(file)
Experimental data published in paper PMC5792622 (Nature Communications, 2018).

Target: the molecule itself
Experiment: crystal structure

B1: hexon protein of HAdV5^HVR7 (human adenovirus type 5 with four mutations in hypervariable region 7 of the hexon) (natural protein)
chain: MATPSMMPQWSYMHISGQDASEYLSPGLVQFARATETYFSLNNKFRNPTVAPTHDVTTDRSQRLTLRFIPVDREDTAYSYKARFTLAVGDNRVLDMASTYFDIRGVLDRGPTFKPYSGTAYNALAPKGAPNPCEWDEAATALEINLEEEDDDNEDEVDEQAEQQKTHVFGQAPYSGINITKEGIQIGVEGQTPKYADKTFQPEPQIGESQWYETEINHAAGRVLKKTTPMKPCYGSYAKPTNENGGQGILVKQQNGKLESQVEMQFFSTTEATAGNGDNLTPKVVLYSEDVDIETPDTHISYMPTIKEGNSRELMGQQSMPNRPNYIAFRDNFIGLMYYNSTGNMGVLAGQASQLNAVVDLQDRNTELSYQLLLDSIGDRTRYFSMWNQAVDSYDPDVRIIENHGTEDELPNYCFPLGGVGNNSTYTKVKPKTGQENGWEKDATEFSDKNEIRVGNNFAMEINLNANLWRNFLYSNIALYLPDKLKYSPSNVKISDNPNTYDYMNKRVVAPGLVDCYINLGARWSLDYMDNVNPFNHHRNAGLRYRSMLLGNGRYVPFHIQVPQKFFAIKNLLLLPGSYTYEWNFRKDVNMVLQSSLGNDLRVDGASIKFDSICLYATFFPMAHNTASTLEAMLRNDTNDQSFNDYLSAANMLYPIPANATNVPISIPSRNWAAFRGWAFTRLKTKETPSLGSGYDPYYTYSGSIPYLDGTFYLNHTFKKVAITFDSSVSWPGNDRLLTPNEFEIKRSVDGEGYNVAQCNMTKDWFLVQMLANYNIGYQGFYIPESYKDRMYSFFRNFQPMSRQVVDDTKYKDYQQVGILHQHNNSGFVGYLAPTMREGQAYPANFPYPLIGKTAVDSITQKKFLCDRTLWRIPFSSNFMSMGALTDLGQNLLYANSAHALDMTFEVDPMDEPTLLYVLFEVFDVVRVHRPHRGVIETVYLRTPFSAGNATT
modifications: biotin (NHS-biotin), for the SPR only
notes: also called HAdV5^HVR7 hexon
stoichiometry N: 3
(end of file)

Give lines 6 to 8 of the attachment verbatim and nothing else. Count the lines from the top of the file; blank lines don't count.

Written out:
modifications: biotin (NHS-biotin), for the SPR only
notes: also called HAdV5^HVR7 hexon
stoichiometry N: 3